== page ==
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13 May, 2010

A simple idea rescues a sloth bear mother and her cubs from a dry well

The rich wildlife of Madhugiri

Tumkur District's Madhugiri taluk, in south-eastern Karnataka, is of great interest to wildlife lovers. The habitats here range from dry deciduous forests in Madhugiri State Forest to the famous grasslands of Jayamangali Conservation Reserve near Maidanahalli village, which has one of Karnataka's healthiest single population of blackbuck. The hills to the south of and west of Madhugiri town are well-known for their sloth bears. For the past few years, WANC is working to bring these reserve and revenue forests along with those around Channarayana Durga hill, under the umbrella of a Conservation Reserve or Wildlife Sanctuary.

We rushed to the spot and it was almost 8.00 PM. We reached a well that was completely dry and without fencing. We saw three sloth bears - one adult female and two baby bears. The animals looked a little dehydrated and tired. It is peak summer in this part of the world and the days are currently hot, reaching as high as 38 degrees centigrade. We guessed they might have fallen inside the previous day night. We carefully inserted two buckets filled with water into the well. Initially they were not responding. A few minutes later the mother walked up to the bucket and drank from it. The babies soon joined. They consumed nearly three buckets of water, after which they looked a little healthy.

Residents of the village were kind enough to offer these animals jackfruit (Artocarpus heterophyllus). Jackfruit is one of the favourite foods of sloth bears. These fruits ripen annually in later winter - early summer, which often brings these animals to trees in farmlands. The sloth bears started eating the jackfruit without worry.

Some of the smartest ideas are often the simplest

We all, including Mr Harish, RFO, Madhugiri territorial range and Shankarappa, Forester, Madhugiri section, wondered how to bring these bears out from the well. We had intense discussions. We then consulted experts from Bangalore, but they in turn informed it would take 4 hours for them to reach the place. That would have been too late in the night. We hit upon a simple idea which might sound very silly to some. Why couldn't we lower local bamboo ladders into the well and see if the bears would walk out of this well? As it would take 4 hours for the experts from Bangalore to be here, we decided to insert the ladders. If the animal could come out - well and good. If not, the experts could tranquillize them. We cleared the people around the place and went to sleep.

When the experts reached at 3 AM we walked together to the well. We were thrilled to find all the three bears had disappeared into the dark night. Hurray! The bears had successfully climbed the ladder and gone away, probably to their home - the forest. The entire operation ended successfully with a very basic and simple yet successful idea. This is a good lesson learnt and we shall repeat this in the future. We suggest others try this too...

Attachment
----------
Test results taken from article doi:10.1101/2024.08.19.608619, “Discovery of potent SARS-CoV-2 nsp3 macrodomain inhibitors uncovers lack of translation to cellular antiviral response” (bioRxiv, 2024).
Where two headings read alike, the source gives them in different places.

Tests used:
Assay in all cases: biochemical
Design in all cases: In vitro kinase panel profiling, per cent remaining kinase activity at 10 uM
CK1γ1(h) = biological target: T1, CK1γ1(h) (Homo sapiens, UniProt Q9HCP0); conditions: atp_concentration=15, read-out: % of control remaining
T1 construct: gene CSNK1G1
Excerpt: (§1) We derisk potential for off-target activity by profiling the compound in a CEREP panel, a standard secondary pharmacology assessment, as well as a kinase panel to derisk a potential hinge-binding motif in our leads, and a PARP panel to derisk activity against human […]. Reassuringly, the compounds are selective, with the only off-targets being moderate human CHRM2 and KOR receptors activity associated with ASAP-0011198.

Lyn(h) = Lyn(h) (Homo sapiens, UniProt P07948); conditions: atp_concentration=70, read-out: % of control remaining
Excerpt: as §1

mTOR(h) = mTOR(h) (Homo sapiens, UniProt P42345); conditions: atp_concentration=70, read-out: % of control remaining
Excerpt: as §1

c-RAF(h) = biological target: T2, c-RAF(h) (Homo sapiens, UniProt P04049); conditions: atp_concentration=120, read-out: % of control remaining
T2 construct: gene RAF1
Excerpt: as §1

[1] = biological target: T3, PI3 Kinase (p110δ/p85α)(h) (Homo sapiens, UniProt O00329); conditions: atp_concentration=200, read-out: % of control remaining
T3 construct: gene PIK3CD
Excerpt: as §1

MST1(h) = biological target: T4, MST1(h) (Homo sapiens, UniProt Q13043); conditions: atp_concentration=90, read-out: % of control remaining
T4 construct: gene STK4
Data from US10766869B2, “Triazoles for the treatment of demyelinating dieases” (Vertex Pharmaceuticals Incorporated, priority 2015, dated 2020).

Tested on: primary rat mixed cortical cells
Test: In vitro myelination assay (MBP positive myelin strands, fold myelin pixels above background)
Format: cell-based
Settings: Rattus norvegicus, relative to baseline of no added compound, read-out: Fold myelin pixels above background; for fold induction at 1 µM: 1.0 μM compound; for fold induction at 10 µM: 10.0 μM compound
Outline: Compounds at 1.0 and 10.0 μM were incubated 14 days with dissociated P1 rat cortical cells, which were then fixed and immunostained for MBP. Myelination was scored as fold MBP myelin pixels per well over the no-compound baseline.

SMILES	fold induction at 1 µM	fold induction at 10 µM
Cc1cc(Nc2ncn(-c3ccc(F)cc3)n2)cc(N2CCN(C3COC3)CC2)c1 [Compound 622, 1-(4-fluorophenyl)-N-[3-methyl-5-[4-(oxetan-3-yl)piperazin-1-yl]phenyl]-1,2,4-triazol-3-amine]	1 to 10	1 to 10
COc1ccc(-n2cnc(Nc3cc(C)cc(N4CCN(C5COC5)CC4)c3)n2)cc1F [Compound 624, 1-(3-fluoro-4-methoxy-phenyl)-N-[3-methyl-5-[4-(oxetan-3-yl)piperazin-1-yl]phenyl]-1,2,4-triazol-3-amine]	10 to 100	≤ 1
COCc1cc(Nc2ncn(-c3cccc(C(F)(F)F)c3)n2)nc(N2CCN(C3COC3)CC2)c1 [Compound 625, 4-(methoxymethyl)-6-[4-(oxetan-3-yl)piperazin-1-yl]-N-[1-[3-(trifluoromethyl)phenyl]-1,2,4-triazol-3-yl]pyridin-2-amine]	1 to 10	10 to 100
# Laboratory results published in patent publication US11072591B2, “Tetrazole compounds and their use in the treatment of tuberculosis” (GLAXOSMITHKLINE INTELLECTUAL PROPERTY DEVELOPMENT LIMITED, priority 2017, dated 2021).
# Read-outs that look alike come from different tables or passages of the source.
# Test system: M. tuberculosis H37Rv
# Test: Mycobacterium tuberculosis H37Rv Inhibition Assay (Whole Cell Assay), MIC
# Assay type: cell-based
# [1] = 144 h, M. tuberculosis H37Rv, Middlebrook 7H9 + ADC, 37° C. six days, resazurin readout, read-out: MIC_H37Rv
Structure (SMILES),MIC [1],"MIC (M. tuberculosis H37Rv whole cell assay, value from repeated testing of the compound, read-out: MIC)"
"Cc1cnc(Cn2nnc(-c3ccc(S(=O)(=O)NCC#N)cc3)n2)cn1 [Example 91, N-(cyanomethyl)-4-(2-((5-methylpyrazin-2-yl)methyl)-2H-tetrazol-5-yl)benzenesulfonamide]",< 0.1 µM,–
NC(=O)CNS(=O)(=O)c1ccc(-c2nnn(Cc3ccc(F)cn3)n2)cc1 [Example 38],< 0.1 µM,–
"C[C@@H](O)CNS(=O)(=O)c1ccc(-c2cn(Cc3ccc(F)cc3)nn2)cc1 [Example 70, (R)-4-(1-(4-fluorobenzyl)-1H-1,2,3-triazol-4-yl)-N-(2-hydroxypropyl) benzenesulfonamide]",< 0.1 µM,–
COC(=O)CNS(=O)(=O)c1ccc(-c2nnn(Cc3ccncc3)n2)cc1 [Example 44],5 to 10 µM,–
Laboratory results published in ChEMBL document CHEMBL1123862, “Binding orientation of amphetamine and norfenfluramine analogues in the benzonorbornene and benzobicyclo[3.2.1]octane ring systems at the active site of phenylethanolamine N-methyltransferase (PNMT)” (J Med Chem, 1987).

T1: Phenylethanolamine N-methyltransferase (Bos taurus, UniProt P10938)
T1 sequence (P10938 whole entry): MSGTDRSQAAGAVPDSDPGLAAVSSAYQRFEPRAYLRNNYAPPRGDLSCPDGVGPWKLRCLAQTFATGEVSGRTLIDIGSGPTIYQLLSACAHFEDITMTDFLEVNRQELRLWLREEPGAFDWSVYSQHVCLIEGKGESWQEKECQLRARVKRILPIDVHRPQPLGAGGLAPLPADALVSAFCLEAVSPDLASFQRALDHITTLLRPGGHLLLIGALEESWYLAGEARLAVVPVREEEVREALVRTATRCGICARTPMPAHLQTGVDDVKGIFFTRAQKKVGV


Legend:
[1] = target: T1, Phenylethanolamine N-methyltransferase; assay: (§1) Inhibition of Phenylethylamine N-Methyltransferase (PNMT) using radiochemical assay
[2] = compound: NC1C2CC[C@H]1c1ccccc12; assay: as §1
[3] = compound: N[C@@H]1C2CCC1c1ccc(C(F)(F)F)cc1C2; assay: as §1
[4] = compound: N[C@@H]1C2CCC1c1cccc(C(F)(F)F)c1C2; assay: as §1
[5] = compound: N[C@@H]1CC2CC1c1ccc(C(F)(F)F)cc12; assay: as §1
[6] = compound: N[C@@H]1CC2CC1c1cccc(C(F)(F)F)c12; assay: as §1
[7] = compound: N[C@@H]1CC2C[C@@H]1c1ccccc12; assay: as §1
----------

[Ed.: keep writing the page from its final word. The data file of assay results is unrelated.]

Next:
As told by TVN Murthy


  1. Such a wonderful story...I hail from Madhugiri..It mae my day...

  2. Wow! Nostalgia for me!! A friend at BR Hills did this for a Common Palm Civet that had fallen into a dry tank and by the time, we could get our coffee, the civet had 'laddered' out. :)

  3. Nice report with a perfect ending! :)

  4. Brilliant work guys.
    I am from chennai with great interest in wildlife and bird watching. I would be interested to know if you arrange for any nature walks in the forest area of Tumkur.


  5. Amazing. Truly thrilled to know how a simple solution worked wonders without the hassles of technology!

  6. Sir, You are doing a great job. Thanks for saving these beautiful animals. We are losing not only tigers but also these rare ones. they are silently vanishing infront of us. Instead of making big speeches, beautiful photos and statements you are working honestly for the welfare of these voiceless creatures. Kudos to your efforts.

  7. Once it worked it's never a silly idea! Smart work guys!

    Smart bears they are..

  8. as you say the best solutions are the simplest - great job! Leopards regularly come out of wells if an appropriate ladder is put inside.
    vidya athreya

  9. Damn good work by WANC. This is a lesson that should be shared with the FD and the villagers, because often when wild animals stray into human habitation, we panic and end up in making a lot of noise and drama and scare the poor animal, while all that is needed is to provide a getaway for the animal and we also should stay away and the animal will find its way back to the forest. This is far better than tranquilizing and capturing the animal and assigning it to a ZOO!

  10. Really a heart touching story... such stories in the morning really make your day - especially when our media is only too busy reporting lokpal and other cynical stories.


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